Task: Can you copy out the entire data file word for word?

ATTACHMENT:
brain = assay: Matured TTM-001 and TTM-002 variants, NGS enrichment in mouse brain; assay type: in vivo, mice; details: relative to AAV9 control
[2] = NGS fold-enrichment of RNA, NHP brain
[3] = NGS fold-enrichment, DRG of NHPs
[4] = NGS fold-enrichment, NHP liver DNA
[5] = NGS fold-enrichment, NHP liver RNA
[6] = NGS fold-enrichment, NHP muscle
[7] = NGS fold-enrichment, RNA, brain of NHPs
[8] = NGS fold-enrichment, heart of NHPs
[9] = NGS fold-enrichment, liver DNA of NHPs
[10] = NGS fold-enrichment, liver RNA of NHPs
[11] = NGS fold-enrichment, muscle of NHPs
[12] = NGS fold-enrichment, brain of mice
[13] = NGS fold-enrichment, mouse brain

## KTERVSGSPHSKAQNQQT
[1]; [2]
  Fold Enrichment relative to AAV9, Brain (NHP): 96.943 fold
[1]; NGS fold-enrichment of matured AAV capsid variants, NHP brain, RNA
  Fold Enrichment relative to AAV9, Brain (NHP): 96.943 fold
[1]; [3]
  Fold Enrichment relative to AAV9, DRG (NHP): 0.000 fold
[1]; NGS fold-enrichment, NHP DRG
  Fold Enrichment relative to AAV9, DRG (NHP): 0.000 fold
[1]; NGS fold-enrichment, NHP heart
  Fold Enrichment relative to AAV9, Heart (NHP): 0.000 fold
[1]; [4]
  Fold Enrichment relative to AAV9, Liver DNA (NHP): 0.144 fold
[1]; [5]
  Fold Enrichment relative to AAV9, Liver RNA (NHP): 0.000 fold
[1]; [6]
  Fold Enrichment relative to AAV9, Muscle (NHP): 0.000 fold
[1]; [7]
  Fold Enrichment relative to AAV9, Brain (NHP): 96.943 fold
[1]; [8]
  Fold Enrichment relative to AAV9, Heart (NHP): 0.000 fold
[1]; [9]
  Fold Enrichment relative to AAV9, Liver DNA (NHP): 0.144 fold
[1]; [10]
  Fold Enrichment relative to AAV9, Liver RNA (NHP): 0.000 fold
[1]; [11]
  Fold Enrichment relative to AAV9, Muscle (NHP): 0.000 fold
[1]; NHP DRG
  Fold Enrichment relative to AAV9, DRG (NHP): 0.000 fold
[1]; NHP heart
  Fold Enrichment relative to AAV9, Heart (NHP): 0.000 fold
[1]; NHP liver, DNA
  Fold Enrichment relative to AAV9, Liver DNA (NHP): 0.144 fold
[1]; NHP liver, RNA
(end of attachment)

brain = assay: Matured TTM-001 and TTM-002 variants, NGS enrichment in mouse brain; assay type: in vivo, mice; details: relative to AAV9 control
[2] = NGS fold-enrichment of RNA, NHP brain
[3] = NGS fold-enrichment, DRG of NHPs
[4] = NGS fold-enrichment, NHP liver DNA
[5] = NGS fold-enrichment, NHP liver RNA
[6] = NGS fold-enrichment, NHP muscle
[7] = NGS fold-enrichment, RNA, brain of NHPs
[8] = NGS fold-enrichment, heart of NHPs
[9] = NGS fold-enrichment, liver DNA of NHPs
[10] = NGS fold-enrichment, liver RNA of NHPs
[11] = NGS fold-enrichment, muscle of NHPs
[12] = NGS fold-enrichment, brain of mice
[13] = NGS fold-enrichment, mouse brain

## KTERVSGSPHSKAQNQQT
[1]; [2]
  Fold Enrichment relative to AAV9, Brain (NHP): 96.943 fold
[1]; NGS fold-enrichment of matured AAV capsid variants, NHP brain, RNA
  Fold Enrichment relative to AAV9, Brain (NHP): 96.943 fold
[1]; [3]
  Fold Enrichment relative to AAV9, DRG (NHP): 0.000 fold
[1]; NGS fold-enrichment, NHP DRG
  Fold Enrichment relative to AAV9, DRG (NHP): 0.000 fold
[1]; NGS fold-enrichment, NHP heart
  Fold Enrichment relative to AAV9, Heart (NHP): 0.000 fold
[1]; [4]
  Fold Enrichment relative to AAV9, Liver DNA (NHP): 0.144 fold
[1]; [5]
  Fold Enrichment relative to AAV9, Liver RNA (NHP): 0.000 fold
[1]; [6]
  Fold Enrichment relative to AAV9, Muscle (NHP): 0.000 fold
[1]; [7]
  Fold Enrichment relative to AAV9, Brain (NHP): 96.943 fold
[1]; [8]
  Fold Enrichment relative to AAV9, Heart (NHP): 0.000 fold
[1]; [9]
  Fold Enrichment relative to AAV9, Liver DNA (NHP): 0.144 fold
[1]; [10]
  Fold Enrichment relative to AAV9, Liver RNA (NHP): 0.000 fold
[1]; [11]
  Fold Enrichment relative to AAV9, Muscle (NHP): 0.000 fold
[1]; NHP DRG
  Fold Enrichment relative to AAV9, DRG (NHP): 0.000 fold
[1]; NHP heart
  Fold Enrichment relative to AAV9, Heart (NHP): 0.000 fold
[1]; NHP liver, DNA
  Fold Enrichment relative to AAV9, Liver DNA (NHP): 0.144 fold
[1]; NHP liver, RNA